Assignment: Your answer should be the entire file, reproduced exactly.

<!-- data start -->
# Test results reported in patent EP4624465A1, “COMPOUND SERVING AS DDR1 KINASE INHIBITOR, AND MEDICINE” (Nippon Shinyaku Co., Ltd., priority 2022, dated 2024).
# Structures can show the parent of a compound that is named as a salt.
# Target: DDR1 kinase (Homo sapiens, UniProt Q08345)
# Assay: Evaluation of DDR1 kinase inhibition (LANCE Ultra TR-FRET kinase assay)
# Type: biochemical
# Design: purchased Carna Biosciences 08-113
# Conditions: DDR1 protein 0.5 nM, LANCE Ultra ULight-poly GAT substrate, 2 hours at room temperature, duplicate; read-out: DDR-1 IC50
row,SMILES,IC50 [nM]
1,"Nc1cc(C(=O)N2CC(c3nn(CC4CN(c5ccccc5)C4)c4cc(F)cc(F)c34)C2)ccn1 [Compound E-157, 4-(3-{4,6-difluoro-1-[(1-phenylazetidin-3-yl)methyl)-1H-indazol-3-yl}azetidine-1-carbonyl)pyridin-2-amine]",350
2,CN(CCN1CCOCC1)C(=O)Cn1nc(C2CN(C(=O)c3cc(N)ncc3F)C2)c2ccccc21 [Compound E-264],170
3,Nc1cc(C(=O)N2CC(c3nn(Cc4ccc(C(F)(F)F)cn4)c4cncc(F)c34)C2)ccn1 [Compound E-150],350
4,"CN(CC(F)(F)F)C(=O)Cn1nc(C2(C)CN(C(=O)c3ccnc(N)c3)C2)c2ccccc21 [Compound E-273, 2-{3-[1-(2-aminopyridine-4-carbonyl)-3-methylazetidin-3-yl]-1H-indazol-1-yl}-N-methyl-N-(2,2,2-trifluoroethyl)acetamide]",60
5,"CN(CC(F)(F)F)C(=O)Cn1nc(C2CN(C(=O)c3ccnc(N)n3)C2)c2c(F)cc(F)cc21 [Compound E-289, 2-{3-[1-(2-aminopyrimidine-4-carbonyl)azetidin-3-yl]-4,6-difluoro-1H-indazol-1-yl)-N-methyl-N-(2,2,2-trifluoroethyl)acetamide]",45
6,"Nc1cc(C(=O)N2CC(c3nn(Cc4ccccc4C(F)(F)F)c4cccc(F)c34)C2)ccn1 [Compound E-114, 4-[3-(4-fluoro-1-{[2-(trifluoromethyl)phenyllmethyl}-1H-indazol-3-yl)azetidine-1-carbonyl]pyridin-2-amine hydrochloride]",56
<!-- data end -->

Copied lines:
# Test results reported in patent EP4624465A1, “COMPOUND SERVING AS DDR1 KINASE INHIBITOR, AND MEDICINE” (Nippon Shinyaku Co., Ltd., priority 2022, dated 2024).
# Structures can show the parent of a compound that is named as a salt.
# Target: DDR1 kinase (Homo sapiens, UniProt Q08345)
# Assay: Evaluation of DDR1 kinase inhibition (LANCE Ultra TR-FRET kinase assay)
# Type: biochemical
# Design: purchased Carna Biosciences 08-113
# Conditions: DDR1 protein 0.5 nM, LANCE Ultra ULight-poly GAT substrate, 2 hours at room temperature, duplicate; read-out: DDR-1 IC50
row,SMILES,IC50 [nM]
1,"Nc1cc(C(=O)N2CC(c3nn(CC4CN(c5ccccc5)C4)c4cc(F)cc(F)c34)C2)ccn1 [Compound E-157, 4-(3-{4,6-difluoro-1-[(1-phenylazetidin-3-yl)methyl)-1H-indazol-3-yl}azetidine-1-carbonyl)pyridin-2-amine]",350
2,CN(CCN1CCOCC1)C(=O)Cn1nc(C2CN(C(=O)c3cc(N)ncc3F)C2)c2ccccc21 [Compound E-264],170
3,Nc1cc(C(=O)N2CC(c3nn(Cc4ccc(C(F)(F)F)cn4)c4cncc(F)c34)C2)ccn1 [Compound E-150],350
4,"CN(CC(F)(F)F)C(=O)Cn1nc(C2(C)CN(C(=O)c3ccnc(N)c3)C2)c2ccccc21 [Compound E-273, 2-{3-[1-(2-aminopyridine-4-carbonyl)-3-methylazetidin-3-yl]-1H-indazol-1-yl}-N-methyl-N-(2,2,2-trifluoroethyl)acetamide]",60
5,"CN(CC(F)(F)F)C(=O)Cn1nc(C2CN(C(=O)c3ccnc(N)n3)C2)c2c(F)cc(F)cc21 [Compound E-289, 2-{3-[1-(2-aminopyrimidine-4-carbonyl)azetidin-3-yl]-4,6-difluoro-1H-indazol-1-yl)-N-methyl-N-(2,2,2-trifluoroethyl)acetamide]",45
6,"Nc1cc(C(=O)N2CC(c3nn(Cc4ccccc4C(F)(F)F)c4cccc(F)c34)C2)ccn1 [Compound E-114, 4-[3-(4-fluoro-1-{[2-(trifluoromethyl)phenyllmethyl}-1H-indazol-3-yl)azetidine-1-carbonyl]pyridin-2-amine hydrochloride]",56